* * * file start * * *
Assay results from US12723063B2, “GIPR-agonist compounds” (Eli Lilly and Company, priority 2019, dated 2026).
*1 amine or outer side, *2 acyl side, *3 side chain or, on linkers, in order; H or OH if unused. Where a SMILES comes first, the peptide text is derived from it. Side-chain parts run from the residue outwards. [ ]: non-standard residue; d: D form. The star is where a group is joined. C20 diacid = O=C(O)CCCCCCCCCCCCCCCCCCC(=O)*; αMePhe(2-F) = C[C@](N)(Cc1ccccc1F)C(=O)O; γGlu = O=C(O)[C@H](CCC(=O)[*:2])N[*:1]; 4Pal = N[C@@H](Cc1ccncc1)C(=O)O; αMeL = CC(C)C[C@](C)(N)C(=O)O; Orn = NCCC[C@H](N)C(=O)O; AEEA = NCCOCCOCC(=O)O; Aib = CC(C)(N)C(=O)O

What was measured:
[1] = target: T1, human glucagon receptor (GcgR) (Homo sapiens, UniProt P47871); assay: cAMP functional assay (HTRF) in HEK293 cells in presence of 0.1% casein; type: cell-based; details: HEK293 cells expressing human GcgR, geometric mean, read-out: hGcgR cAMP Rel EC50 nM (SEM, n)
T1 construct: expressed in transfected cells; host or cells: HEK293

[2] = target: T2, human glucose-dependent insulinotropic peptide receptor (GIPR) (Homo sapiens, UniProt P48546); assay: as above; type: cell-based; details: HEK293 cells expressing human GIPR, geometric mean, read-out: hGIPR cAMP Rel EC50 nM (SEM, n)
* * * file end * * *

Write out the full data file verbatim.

Assay results from US12723063B2, “GIPR-agonist compounds” (Eli Lilly and Company, priority 2019, dated 2026).
*1 amine or outer side, *2 acyl side, *3 side chain or, on linkers, in order; H or OH if unused. Where a SMILES comes first, the peptide text is derived from it. Side-chain parts run from the residue outwards. [ ]: non-standard residue; d: D form. The star is where a group is joined. C20 diacid = O=C(O)CCCCCCCCCCCCCCCCCCC(=O)*; αMePhe(2-F) = C[C@](N)(Cc1ccccc1F)C(=O)O; γGlu = O=C(O)[C@H](CCC(=O)[*:2])N[*:1]; 4Pal = N[C@@H](Cc1ccncc1)C(=O)O; αMeL = CC(C)C[C@](C)(N)C(=O)O; Orn = NCCC[C@H](N)C(=O)O; AEEA = NCCOCCOCC(=O)O; Aib = CC(C)(N)C(=O)O

What was measured:
[1] = target: T1, human glucagon receptor (GcgR) (Homo sapiens, UniProt P47871); assay: cAMP functional assay (HTRF) in HEK293 cells in presence of 0.1% casein; type: cell-based; details: HEK293 cells expressing human GcgR, geometric mean, read-out: hGcgR cAMP Rel EC50 nM (SEM, n)
T1 construct: expressed in transfected cells; host or cells: HEK293

[2] = target: T2, human glucose-dependent insulinotropic peptide receptor (GIPR) (Homo sapiens, UniProt P48546); assay: as above; type: cell-based; details: HEK293 cells expressing human GIPR, geometric mean, read-out: hGIPR cAMP Rel EC50 nM (SEM, n)